, the USTA's Director of High Performance until September when he stepped down, on the U.S. tennis panic this year: "I thought there was a little bit of an overreaction. We should take it seriously and not make excuses -- it was a bad French Open and a bad Wimbledon. But we also shouldn't panic. Everyone needs to take a step back and see that we have two guys in the Top 10 and still have a lot of good women in the game."...From Richard Vach writing for Tennis.com on the U.S. women's tennis well drying up for top players: "The death knell for U.S. women's tennis was first rung in January 2005, to little fanfare, when Jennifer Capriati underwent shoulder surgery. That year the U.S. finished with only two players in the Top 10, tying the lowest-ever U.S. tally. In 2006, the U.S. women will finish with zero. "That's tough for you guys," says world No. 1 Amelie Mauresmo. "It is definitely maybe something wrong in the way, I don't know what is going on in the way of the USTA finding the next kid...You have basketball, baseball, you have a lot of other sports and tennis is suffering right now. We suffered in Europe a couple of years ago, it is much better now. It is difficult to produce champions decade after decade. You guys were lucky for 30 or 40 years." http://www.tennis.com/features/general/features.aspx?id=50392 ...What happened to the WTA blogger this week in Linz?...From tennis writer Matt Cronin: "FEDERER RE-THINKS ROUND ROBIN IDEA: The No. 1 figured it out: Round robins at regular tournaments don't benefit him because it means he'd have to play another match. So much for global thinking from the global player."...Andy Roddick (ankle), Ivan Ljubcic (throat infection) and Marcos Baghdatis (???) withdrew from the Masters Series-Paris, ending Baghdatis' hopes for the year-end Masters Cup...From the Kim Clijsters blog: "Despite tripping over my dog and bruising my tailbone last week's training went fine. I feel ready to have a go at it at the Gaz de France Stars in Hasselt from Wednesday onwards...Whether or not I'll be at the Masters is not so much of a concern to me. I have said it before that it would be hard against the top players after two months of absence anyway. But that is not on focus right now, we'll see how things go after Hasselt."...Serena Williams with a message of congratulations to the players who qualified for the Nike International Masters junior tournament: "This is Serena saying 'hello'! I know you guys are out there trying your best and it's important that you do. Also remember to enjoy what you're doing. I love tennis, and because I'm so passionate, I've been able to win a couple championships. You can be successful too, just remember to stay focused, stay committed, practice the right techniques, and enjoy yourself out there!" -- Won't touch that..."Gentleman" Tim Henman refused to shake hands with the chair umpire after his Thursday loss over what he perceived to be a bad call...Former Aussie player Scott Draper is now playing "qualifying school" events in an attempt to get his PGA Tour card...From The Daily Mail: "Tim Henman agrees with Andy Murray's assertion that recalling him to the Great Britain squad might be a retrograde step. Henman has yet to make a decision on whether he will come out of Davis Cup retirement to play alongside Murray in April against Holland. He said he would continue to have talks with team captain John Lloyd, new Davis Cup coach Peter Lundgren, his own coach Paul Annacone and, of course, Murray. He backed the Scot's claim that bringing a 32-year-old back into the team would take away an opportunity for younger players. "Andy made a valid point," said Henman. "I'm not going to play forever and maybe this is the time when the younger players should step up. "Sooner or later they're going to have to play without Greg Rusedski and myself. Whether that should happen next April, I don't know. We'll talk about it nearer the time."...Mikhail Youzhny's damaged ankle ligaments mean he will miss the Davis Cup final.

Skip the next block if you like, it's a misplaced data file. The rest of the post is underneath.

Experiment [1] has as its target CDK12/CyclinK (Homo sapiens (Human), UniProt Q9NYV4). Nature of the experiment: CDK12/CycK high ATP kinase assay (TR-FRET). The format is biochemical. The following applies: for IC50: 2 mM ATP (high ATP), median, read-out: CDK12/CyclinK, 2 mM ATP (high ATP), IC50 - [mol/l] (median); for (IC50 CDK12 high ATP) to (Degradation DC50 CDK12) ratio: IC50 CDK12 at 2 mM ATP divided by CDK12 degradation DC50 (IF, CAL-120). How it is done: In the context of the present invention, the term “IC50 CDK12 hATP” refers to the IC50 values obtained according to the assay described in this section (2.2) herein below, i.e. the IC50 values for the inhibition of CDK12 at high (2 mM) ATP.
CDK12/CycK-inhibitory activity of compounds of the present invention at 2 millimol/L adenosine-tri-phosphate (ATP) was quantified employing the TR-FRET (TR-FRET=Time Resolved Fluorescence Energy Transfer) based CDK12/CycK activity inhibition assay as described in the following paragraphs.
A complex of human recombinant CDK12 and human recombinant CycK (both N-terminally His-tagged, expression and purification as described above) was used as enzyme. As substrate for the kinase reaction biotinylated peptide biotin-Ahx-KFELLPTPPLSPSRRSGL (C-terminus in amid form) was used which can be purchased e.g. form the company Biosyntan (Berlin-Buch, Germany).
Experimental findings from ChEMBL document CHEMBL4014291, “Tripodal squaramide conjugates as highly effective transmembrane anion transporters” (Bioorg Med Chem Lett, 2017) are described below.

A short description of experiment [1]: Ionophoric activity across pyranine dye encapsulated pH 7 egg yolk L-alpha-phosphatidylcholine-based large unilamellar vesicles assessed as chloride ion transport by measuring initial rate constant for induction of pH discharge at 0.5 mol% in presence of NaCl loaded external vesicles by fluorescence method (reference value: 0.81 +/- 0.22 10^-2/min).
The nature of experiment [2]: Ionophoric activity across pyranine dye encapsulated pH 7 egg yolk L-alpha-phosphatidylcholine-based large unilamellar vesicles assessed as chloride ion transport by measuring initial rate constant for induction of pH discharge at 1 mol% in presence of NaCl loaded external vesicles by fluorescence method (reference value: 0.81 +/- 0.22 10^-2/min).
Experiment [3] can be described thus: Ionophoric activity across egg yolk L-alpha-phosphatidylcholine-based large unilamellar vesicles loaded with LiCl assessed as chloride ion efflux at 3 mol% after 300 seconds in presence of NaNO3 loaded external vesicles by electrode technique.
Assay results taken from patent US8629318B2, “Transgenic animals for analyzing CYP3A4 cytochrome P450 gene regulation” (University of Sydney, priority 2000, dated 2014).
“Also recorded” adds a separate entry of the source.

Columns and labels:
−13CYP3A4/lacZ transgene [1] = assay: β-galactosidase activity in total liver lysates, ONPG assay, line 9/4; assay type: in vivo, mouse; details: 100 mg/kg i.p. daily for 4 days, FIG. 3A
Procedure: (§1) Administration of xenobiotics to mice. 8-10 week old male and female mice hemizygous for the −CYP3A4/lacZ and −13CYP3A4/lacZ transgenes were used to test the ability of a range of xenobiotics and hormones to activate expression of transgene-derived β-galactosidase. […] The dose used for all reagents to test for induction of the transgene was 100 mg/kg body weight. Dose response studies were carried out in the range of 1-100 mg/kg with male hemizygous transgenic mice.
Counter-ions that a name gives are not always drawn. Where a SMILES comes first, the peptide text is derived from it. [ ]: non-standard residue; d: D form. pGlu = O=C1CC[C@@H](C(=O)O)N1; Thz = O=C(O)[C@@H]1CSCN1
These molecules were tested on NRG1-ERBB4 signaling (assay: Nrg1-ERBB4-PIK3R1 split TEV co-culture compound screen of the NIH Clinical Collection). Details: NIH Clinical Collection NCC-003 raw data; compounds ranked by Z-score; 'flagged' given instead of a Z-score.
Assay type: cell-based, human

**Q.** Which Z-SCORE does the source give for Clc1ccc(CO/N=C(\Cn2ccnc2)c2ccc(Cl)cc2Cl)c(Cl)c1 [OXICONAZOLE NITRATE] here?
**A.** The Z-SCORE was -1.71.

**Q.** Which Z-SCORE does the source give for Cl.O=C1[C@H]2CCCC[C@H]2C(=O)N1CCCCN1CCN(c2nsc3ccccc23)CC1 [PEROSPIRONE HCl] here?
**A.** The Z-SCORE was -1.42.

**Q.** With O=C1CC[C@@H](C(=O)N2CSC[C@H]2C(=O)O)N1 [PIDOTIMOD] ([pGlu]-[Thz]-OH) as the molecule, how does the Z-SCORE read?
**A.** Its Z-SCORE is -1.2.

Also see:
Weighing the Round Robin